The C64

I have just found out that the Commodore 64 is 30 years old this year. While for some of you this might make you feel old, I got a different feeling from the news – namely, sweet Jesus, that was fast.

I don’t mean that 30 years went past in the blink of an eye. I mean that a tremendous amount of progress has taken place in 30 years in computing. If you’ve looked at this sort of thing before, my apologies for boring you; you can skip to the next paragraph. If you haven’t considered it, let me give you some numbers. When compared to the C64, the current low-end iMac has 64,000 times as much RAM, 2500 times the processor speed (and four cores instead of one), displays a million times as many colors, and has a comparable price to the original C64. The iMac’s hard drive stores over two billion times as much as the floppy drives available at the C64’s launch.

There’s a famous (apocryphal, of course) story about a back-and-forth with Bill Gates and General Motors comparing the computer industry to the auto industry. I think education would fare worse in the comparison, but naturally it’s not a fair comparison.

The history of computing is one of “killer apps” and game-changing alterations in the status quo, which these days people refer to as “disruptive innovations”. Here’s the short version: a killer app, in the old days, was a program so valuable or cool that you bought a particular system to be able to run that program. Angry Birds might be a modern killer app; I’m sure there are some folks out there who upgraded to a smartphone simply to play that game.

Education, on the other hand, has had only one killer app that I can think of in the past 100 years: the SAT. Everyone adopted it because it made admissions easier, there are spinoffs and competitors (ACT, SSAT, PSAT, GRE…), and now there’s a whole industry based around it. Before that… hell, it might have been democracy that was the killer app, putting more power into the hands of the people and leading to compulsory education, forcing the rectilinear classroom. Some folks are putting online education forth as a killer app, but I’m wondering if we’ll ever see an educational method that makes people jump and shout. If we imagine our modern-day education as the iMac, what ancient thing was the C64? What massively ineffective boondoggle did our current somewhat ineffective boondoggle grow out of?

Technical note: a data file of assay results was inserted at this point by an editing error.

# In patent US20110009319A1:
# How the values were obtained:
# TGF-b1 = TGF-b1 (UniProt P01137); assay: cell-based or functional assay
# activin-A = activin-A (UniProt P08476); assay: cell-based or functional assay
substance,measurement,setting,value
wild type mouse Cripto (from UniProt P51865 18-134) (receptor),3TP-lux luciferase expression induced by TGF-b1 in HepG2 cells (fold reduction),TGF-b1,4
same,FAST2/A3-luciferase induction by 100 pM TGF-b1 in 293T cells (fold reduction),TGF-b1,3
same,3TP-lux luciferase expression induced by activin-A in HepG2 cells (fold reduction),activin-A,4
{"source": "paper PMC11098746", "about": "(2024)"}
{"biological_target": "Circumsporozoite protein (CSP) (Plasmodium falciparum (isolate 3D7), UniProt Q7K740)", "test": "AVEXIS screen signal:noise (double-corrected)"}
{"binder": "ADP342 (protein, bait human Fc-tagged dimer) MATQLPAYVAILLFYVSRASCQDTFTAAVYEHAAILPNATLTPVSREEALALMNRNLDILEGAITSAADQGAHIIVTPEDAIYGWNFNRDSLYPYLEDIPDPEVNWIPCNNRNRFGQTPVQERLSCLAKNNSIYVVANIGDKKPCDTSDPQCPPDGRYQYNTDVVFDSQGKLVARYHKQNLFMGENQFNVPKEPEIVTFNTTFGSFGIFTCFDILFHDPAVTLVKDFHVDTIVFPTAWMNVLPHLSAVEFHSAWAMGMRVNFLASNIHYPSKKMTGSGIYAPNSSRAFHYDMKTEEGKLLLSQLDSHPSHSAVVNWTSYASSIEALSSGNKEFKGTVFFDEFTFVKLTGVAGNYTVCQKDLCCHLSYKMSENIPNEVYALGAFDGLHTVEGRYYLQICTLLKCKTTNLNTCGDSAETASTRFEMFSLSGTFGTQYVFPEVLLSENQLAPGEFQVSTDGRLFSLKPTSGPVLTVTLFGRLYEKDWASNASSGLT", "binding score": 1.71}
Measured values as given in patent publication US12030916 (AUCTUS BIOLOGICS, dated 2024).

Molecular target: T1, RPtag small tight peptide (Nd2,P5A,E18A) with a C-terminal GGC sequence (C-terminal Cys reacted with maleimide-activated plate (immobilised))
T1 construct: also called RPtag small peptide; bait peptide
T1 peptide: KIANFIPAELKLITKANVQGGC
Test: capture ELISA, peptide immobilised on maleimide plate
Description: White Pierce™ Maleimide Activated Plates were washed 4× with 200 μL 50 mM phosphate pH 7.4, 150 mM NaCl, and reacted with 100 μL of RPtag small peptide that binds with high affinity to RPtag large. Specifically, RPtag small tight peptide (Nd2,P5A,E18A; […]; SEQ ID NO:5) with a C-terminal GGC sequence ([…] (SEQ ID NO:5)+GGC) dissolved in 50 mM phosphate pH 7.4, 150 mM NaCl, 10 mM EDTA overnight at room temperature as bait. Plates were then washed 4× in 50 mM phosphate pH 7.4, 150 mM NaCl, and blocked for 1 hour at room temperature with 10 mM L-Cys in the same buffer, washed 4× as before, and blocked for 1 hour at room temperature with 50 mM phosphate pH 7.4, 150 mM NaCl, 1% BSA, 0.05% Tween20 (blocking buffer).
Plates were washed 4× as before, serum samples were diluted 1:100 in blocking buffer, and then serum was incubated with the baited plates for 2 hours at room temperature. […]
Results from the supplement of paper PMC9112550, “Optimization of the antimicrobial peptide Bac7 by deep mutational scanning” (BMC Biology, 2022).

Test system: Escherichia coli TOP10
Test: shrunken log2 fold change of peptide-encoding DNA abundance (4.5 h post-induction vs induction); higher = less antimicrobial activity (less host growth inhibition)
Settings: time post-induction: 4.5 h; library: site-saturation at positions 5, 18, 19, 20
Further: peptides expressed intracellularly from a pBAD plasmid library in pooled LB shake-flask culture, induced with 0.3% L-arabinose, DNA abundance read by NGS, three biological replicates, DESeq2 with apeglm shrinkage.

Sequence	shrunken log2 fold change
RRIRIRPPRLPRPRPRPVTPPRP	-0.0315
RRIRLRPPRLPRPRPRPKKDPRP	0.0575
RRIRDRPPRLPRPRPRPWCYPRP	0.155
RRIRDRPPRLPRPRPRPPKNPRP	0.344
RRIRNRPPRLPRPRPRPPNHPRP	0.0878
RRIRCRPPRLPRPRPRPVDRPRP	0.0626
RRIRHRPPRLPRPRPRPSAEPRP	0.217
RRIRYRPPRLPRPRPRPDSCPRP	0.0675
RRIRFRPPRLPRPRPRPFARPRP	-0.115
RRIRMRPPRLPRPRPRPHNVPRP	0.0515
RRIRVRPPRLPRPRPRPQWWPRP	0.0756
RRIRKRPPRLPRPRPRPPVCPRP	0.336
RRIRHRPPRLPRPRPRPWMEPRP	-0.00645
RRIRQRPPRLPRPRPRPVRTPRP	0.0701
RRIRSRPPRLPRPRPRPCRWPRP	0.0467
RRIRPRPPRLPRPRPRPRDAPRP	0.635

On the other hand, perhaps the comparison of education and industry is a bad one to make, but one that we’re trapped in. Maybe education is a different sort of shape entirely and we’ve been round-pegging it for over a hundred years.

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About Colin Fredericks

By day I help to create online courses at HarvardX. By night I write roleplaying games.

Posted on January 11, 2012, in Uncategorized and tagged . Bookmark the permalink. 1 Comment.

  1. I’d never thought of education as having killer apps–that’s a fascinating idea!

    I’m trying to think of killer apps for education aside from the one you mentioned (standardized testing, specifically in the form of the SAT). I’ve thought of some differences but I’m not sure I’m finding the killer apps that would’ve triggered them. (My list is very Western-oriented, and American.)

    – Astrology is no longer considered a science. (This would’ve happened sometime during the Middle Ages/Renaissance; I assume the trigger was simply a better understanding of science, particularly astronomy, but pressure from Christianity was probably involved too.)

    – All children go to school (some version of K-12), and girls are supposed to go to school just as boys do. (I’d attribute this to the Industrial Revolution. I’m hesitant to attribute K-12 schooling for girls to a reduction of sexism, since girls were going to school–and were expected to go to school–before women could even vote in this country.)

    – Schooling is desegregated, and the US no longer tries to forcibly erase the cultural heritage of Native Americans, etc. (Civil Rights Movement, etc.)

    – Children are now by and large expected to attend college (whether or not they do). I assume this was a combination of social and economic factors, but that could be changing again.

    I note, though, even as I type this, that these changes are for the most part coming from OUTSIDE education, not within it, which probably doesn’t work within the “killer app” framework (or even the “disruptive innovation” framework).

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